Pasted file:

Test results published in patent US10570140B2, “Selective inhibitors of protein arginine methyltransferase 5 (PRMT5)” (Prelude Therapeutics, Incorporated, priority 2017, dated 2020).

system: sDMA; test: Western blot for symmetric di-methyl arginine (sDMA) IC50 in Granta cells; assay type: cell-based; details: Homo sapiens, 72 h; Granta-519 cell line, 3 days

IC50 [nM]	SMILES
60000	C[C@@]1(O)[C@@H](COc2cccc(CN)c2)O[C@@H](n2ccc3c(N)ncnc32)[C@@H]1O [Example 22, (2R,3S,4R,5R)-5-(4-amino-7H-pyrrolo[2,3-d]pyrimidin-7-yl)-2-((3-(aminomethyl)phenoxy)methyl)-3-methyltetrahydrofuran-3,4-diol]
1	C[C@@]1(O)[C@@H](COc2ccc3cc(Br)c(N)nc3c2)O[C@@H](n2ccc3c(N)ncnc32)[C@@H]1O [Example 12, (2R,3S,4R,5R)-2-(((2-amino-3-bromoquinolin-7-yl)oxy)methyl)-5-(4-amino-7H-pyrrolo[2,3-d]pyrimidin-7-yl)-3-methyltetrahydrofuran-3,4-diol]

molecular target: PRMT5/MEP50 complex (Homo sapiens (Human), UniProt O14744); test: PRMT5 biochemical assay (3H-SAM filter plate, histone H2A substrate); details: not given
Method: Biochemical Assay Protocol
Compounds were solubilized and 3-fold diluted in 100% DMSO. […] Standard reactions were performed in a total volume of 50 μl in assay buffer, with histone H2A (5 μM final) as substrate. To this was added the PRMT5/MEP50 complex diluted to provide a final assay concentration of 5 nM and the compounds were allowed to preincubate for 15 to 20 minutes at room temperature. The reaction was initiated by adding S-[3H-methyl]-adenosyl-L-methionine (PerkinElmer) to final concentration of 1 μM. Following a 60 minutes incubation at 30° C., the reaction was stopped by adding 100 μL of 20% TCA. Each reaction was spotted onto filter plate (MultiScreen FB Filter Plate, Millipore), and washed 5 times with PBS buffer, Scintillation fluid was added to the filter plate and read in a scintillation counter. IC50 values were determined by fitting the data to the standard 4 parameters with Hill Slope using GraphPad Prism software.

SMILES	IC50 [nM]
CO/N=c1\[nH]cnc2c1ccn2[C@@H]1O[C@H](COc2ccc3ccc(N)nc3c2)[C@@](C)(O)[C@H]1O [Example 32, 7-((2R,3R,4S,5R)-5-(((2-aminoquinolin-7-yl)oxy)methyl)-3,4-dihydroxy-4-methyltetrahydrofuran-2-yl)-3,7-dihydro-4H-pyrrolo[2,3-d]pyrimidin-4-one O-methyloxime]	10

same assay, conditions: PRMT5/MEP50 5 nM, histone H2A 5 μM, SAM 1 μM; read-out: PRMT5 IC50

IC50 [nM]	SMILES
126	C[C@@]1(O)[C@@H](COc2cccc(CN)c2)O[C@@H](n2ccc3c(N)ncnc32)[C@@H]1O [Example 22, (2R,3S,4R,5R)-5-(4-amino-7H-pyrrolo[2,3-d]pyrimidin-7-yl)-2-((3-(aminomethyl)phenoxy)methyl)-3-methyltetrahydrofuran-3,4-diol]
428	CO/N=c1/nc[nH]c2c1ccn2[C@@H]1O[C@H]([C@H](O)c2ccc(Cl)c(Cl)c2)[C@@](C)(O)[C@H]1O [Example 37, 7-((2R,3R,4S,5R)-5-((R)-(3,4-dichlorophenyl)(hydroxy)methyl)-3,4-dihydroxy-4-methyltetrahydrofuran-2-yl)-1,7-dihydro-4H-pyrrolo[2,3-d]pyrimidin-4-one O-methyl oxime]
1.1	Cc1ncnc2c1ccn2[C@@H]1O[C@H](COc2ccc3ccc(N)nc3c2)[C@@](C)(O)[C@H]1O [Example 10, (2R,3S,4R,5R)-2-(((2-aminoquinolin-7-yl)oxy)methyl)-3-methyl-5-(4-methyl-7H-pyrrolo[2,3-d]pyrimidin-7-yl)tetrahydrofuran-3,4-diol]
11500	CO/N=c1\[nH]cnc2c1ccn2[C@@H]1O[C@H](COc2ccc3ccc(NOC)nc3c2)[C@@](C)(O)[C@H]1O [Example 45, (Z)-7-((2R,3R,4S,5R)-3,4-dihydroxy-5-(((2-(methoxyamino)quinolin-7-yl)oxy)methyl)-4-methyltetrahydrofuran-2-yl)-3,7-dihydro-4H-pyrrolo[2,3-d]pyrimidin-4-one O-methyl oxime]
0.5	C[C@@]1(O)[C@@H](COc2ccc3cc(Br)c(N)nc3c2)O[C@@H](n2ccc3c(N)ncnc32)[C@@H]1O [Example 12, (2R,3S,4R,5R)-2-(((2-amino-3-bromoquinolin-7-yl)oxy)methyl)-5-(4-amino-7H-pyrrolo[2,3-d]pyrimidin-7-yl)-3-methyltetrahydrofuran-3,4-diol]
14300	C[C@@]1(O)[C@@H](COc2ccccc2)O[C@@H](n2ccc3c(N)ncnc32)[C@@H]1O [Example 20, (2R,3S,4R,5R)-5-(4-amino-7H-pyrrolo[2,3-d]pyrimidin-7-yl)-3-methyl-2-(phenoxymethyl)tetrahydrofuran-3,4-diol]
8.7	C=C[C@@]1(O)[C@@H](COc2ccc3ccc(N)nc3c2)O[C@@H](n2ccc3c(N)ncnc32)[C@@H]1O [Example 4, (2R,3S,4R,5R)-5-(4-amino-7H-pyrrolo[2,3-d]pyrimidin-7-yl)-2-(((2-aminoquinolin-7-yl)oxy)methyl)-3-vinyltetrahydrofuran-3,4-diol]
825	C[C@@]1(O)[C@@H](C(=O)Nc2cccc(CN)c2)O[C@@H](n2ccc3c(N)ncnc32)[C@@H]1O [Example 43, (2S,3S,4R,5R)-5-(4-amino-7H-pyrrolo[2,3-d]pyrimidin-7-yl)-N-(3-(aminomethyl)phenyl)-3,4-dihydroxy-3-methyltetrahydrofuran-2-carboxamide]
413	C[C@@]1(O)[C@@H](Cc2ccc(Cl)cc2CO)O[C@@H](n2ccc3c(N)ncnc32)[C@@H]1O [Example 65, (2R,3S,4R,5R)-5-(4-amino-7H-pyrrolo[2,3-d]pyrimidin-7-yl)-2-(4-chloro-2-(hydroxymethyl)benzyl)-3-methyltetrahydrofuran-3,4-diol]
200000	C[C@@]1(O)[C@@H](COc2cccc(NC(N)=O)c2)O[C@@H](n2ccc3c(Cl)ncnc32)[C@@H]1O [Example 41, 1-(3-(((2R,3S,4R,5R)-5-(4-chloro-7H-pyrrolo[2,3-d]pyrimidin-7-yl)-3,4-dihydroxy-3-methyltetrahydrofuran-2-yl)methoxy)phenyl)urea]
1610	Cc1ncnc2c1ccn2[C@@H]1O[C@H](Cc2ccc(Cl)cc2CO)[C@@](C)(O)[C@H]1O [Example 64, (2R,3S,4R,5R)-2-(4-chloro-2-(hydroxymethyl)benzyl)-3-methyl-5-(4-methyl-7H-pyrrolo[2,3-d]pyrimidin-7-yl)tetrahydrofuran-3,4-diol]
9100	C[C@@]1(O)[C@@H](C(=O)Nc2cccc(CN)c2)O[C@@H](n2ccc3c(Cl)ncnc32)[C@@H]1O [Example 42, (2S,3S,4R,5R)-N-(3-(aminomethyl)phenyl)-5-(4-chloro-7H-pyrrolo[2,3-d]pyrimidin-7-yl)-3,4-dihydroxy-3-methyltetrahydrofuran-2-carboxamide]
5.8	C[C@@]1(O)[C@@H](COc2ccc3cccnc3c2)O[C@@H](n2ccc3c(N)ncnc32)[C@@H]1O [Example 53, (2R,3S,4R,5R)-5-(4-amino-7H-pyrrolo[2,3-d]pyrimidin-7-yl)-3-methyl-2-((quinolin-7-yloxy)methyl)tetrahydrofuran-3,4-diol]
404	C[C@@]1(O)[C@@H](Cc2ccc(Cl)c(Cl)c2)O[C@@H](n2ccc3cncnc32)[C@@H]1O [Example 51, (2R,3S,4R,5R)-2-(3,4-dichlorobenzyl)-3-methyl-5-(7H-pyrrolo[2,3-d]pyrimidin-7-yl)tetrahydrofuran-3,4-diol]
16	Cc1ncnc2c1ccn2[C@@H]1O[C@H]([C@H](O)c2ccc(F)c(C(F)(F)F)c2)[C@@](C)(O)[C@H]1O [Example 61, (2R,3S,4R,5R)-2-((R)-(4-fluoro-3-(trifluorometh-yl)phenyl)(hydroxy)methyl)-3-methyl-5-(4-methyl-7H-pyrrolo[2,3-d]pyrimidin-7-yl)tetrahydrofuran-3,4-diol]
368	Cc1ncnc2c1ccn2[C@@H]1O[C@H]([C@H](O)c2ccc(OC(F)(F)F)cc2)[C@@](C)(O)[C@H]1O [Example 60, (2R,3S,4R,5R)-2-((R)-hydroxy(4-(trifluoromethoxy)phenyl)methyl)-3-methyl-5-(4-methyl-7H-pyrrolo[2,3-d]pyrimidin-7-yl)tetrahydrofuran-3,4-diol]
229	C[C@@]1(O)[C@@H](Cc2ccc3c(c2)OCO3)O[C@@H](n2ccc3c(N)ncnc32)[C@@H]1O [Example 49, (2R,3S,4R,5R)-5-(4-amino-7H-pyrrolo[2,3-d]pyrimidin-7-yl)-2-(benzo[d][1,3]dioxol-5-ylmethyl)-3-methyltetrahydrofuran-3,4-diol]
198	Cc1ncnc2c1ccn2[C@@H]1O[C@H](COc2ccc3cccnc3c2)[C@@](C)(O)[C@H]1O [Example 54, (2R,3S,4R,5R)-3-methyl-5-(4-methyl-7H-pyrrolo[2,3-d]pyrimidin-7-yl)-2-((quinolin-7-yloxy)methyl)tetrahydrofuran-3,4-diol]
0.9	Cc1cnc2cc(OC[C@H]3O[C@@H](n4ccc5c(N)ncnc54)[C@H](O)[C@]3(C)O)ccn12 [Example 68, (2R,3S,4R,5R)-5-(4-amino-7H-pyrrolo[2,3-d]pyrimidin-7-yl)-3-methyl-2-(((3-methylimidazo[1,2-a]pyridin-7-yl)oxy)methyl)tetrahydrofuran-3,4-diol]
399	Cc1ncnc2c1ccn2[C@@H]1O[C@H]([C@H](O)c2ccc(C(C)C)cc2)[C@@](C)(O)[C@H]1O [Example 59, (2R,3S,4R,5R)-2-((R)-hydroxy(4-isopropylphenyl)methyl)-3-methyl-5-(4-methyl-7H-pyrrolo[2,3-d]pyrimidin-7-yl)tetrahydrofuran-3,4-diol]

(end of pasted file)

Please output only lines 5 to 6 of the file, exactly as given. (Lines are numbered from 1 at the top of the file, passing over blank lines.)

1	C[C@@]1(O)[C@@H](COc2ccc3cc(Br)c(N)nc3c2)O[C@@H](n2ccc3c(N)ncnc32)[C@@H]1O [Example 12, (2R,3S,4R,5R)-2-(((2-amino-3-bromoquinolin-7-yl)oxy)methyl)-5-(4-amino-7H-pyrrolo[2,3-d]pyrimidin-7-yl)-3-methyltetrahydrofuran-3,4-diol]

molecular target: PRMT5/MEP50 complex (Homo sapiens (Human), UniProt O14744); test: PRMT5 biochemical assay (3H-SAM filter plate, histone H2A substrate); details: not given